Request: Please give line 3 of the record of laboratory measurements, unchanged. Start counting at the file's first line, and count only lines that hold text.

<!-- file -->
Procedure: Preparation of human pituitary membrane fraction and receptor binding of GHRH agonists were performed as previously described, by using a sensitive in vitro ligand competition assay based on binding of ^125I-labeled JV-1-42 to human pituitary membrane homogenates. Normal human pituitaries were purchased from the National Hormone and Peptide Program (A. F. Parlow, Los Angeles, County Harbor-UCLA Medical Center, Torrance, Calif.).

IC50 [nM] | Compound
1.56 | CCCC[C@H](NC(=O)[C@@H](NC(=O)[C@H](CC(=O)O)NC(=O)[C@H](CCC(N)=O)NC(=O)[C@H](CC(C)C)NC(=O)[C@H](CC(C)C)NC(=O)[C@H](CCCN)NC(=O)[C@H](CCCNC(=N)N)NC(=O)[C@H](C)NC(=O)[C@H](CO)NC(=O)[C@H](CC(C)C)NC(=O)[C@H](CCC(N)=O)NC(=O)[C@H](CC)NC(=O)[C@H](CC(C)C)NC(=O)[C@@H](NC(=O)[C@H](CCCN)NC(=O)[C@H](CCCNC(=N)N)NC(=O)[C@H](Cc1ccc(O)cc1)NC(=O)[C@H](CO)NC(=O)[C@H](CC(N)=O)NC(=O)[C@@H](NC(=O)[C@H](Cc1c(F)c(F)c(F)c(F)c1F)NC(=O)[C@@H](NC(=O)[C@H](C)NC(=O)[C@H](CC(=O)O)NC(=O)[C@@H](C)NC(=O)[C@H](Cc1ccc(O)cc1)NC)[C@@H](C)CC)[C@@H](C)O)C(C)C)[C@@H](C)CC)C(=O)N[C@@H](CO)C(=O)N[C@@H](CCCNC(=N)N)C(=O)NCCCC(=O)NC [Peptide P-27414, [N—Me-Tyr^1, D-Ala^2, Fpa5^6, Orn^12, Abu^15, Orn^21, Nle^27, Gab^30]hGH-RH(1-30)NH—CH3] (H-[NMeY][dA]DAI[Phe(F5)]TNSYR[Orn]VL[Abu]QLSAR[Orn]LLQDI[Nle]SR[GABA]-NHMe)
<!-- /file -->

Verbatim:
1.56 | CCCC[C@H](NC(=O)[C@@H](NC(=O)[C@H](CC(=O)O)NC(=O)[C@H](CCC(N)=O)NC(=O)[C@H](CC(C)C)NC(=O)[C@H](CC(C)C)NC(=O)[C@H](CCCN)NC(=O)[C@H](CCCNC(=N)N)NC(=O)[C@H](C)NC(=O)[C@H](CO)NC(=O)[C@H](CC(C)C)NC(=O)[C@H](CCC(N)=O)NC(=O)[C@H](CC)NC(=O)[C@H](CC(C)C)NC(=O)[C@@H](NC(=O)[C@H](CCCN)NC(=O)[C@H](CCCNC(=N)N)NC(=O)[C@H](Cc1ccc(O)cc1)NC(=O)[C@H](CO)NC(=O)[C@H](CC(N)=O)NC(=O)[C@@H](NC(=O)[C@H](Cc1c(F)c(F)c(F)c(F)c1F)NC(=O)[C@@H](NC(=O)[C@H](C)NC(=O)[C@H](CC(=O)O)NC(=O)[C@@H](C)NC(=O)[C@H](Cc1ccc(O)cc1)NC)[C@@H](C)CC)[C@@H](C)O)C(C)C)[C@@H](C)CC)C(=O)N[C@@H](CO)C(=O)N[C@@H](CCCNC(=N)N)C(=O)NCCCC(=O)NC [Peptide P-27414, [N—Me-Tyr^1, D-Ala^2, Fpa5^6, Orn^12, Abu^15, Orn^21, Nle^27, Gab^30]hGH-RH(1-30)NH—CH3] (H-[NMeY][dA]DAI[Phe(F5)]TNSYR[Orn]VL[Abu]QLSAR[Orn]LLQDI[Nle]SR[GABA]-NHMe)